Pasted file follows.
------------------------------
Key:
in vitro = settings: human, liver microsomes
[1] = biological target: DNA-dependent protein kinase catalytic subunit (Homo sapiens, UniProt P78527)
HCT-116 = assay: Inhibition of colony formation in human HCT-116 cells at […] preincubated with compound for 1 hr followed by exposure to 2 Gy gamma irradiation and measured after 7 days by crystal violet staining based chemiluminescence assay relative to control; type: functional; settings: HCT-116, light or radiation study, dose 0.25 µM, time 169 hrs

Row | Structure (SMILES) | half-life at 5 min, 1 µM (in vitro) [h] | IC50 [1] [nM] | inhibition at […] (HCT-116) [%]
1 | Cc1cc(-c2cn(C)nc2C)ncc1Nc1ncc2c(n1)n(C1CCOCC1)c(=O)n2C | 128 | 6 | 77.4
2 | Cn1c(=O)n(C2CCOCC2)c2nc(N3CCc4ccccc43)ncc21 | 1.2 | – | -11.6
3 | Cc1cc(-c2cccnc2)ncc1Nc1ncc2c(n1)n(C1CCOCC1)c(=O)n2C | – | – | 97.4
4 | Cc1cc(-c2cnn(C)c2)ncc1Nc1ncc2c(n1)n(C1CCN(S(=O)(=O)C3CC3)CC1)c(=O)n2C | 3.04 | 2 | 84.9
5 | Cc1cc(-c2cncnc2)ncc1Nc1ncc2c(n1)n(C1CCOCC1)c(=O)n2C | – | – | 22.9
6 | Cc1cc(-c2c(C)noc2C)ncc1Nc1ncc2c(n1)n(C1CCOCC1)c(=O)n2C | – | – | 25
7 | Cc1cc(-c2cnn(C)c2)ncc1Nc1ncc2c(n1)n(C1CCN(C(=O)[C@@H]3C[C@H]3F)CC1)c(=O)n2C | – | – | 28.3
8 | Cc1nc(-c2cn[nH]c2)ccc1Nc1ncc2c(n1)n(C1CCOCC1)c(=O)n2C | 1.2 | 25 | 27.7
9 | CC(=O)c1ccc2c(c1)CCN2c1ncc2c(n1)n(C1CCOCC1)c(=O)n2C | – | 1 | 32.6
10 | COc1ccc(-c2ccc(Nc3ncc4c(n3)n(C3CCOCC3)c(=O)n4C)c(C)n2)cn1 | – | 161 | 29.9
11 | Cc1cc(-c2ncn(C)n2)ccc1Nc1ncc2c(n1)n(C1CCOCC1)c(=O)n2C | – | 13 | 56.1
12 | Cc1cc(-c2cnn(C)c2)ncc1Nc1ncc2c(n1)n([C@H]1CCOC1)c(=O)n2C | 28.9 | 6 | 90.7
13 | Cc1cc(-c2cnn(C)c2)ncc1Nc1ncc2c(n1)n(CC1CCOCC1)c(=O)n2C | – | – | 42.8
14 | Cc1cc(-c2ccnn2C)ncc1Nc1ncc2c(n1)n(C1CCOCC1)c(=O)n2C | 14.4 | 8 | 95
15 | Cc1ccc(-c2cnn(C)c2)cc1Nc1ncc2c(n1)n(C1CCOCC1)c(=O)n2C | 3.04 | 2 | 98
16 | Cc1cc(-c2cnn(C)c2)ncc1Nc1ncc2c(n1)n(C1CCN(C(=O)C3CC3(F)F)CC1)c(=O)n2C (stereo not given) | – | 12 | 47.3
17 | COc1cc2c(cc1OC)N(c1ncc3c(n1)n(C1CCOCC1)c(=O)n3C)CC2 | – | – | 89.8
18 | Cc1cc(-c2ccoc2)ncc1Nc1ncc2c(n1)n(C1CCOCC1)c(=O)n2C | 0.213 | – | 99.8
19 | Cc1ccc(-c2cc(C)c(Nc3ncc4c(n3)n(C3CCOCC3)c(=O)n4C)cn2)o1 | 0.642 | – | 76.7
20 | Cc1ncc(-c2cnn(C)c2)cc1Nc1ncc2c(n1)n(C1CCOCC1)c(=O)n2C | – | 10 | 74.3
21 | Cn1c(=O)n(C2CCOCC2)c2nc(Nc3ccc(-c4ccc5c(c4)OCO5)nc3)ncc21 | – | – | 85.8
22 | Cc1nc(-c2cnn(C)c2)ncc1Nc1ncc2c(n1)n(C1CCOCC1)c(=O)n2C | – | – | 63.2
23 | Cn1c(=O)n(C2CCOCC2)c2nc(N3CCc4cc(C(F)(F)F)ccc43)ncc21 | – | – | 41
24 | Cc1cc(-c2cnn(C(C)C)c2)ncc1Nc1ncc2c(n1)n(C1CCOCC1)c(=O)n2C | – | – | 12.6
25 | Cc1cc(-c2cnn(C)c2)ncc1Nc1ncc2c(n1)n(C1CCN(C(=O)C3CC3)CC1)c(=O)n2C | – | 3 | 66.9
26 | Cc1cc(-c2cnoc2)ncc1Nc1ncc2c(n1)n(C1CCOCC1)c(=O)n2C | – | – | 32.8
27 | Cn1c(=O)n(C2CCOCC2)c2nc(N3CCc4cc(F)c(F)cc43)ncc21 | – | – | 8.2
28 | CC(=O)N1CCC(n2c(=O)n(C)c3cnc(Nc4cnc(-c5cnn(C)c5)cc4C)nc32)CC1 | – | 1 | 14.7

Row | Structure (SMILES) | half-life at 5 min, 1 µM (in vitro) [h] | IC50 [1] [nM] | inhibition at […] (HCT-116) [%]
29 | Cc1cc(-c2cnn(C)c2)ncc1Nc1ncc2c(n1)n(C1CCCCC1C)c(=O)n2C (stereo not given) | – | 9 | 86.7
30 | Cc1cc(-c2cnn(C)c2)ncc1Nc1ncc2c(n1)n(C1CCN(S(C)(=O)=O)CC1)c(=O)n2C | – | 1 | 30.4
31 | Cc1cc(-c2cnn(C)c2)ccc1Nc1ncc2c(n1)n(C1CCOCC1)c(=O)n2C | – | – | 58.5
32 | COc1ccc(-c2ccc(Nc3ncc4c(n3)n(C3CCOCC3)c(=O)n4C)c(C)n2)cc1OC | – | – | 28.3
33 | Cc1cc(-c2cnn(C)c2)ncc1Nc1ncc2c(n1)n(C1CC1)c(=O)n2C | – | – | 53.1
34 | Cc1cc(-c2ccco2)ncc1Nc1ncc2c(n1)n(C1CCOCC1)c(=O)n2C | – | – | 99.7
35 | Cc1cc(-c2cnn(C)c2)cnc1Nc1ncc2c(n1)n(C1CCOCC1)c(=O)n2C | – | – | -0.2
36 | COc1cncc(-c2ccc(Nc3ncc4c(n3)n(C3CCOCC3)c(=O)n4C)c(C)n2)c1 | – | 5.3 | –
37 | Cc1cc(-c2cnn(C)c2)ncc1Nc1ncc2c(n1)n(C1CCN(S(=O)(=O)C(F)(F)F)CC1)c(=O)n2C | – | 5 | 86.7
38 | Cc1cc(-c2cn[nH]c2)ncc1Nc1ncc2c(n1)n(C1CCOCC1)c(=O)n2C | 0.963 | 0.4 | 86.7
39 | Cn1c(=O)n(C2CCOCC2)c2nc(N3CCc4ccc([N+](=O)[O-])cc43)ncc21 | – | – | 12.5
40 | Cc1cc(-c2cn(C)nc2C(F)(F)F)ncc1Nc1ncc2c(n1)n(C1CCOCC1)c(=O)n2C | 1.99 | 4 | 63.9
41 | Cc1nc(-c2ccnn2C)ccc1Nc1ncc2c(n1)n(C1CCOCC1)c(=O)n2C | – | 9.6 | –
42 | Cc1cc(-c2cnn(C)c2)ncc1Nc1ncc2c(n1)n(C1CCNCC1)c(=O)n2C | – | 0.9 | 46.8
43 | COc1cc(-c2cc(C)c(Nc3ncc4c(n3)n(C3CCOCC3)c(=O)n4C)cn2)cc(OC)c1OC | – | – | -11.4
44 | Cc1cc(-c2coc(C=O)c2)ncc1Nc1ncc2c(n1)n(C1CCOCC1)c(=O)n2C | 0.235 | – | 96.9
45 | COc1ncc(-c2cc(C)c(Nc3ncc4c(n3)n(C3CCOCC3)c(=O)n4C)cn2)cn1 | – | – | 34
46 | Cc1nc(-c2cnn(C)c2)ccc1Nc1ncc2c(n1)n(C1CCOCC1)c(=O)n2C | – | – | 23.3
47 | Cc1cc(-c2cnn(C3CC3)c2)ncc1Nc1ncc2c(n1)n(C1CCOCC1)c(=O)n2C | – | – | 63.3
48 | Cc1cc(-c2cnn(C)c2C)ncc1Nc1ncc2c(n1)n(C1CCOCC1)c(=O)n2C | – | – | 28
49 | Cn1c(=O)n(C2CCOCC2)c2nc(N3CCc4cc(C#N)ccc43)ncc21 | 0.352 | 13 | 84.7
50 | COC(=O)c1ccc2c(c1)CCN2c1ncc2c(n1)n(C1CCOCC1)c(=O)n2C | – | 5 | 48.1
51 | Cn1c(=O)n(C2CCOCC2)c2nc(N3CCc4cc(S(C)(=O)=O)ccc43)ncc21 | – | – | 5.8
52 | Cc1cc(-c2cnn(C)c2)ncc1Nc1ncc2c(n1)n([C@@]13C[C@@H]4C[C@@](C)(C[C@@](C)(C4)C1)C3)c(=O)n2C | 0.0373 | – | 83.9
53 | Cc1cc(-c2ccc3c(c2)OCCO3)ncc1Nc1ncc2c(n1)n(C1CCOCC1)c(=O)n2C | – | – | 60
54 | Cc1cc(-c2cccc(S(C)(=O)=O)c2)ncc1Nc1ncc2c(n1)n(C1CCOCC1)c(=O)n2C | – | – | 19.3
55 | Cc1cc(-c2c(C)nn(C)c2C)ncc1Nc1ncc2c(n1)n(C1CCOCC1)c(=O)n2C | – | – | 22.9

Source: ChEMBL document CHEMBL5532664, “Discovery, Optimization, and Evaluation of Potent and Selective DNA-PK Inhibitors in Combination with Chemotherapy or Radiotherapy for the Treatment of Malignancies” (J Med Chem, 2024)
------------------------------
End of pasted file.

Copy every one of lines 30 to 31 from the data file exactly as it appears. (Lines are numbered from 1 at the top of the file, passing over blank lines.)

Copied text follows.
25 | Cc1cc(-c2cnn(C)c2)ncc1Nc1ncc2c(n1)n(C1CCN(C(=O)C3CC3)CC1)c(=O)n2C | – | 3 | 66.9
26 | Cc1cc(-c2cnoc2)ncc1Nc1ncc2c(n1)n(C1CCOCC1)c(=O)n2C | – | – | 32.8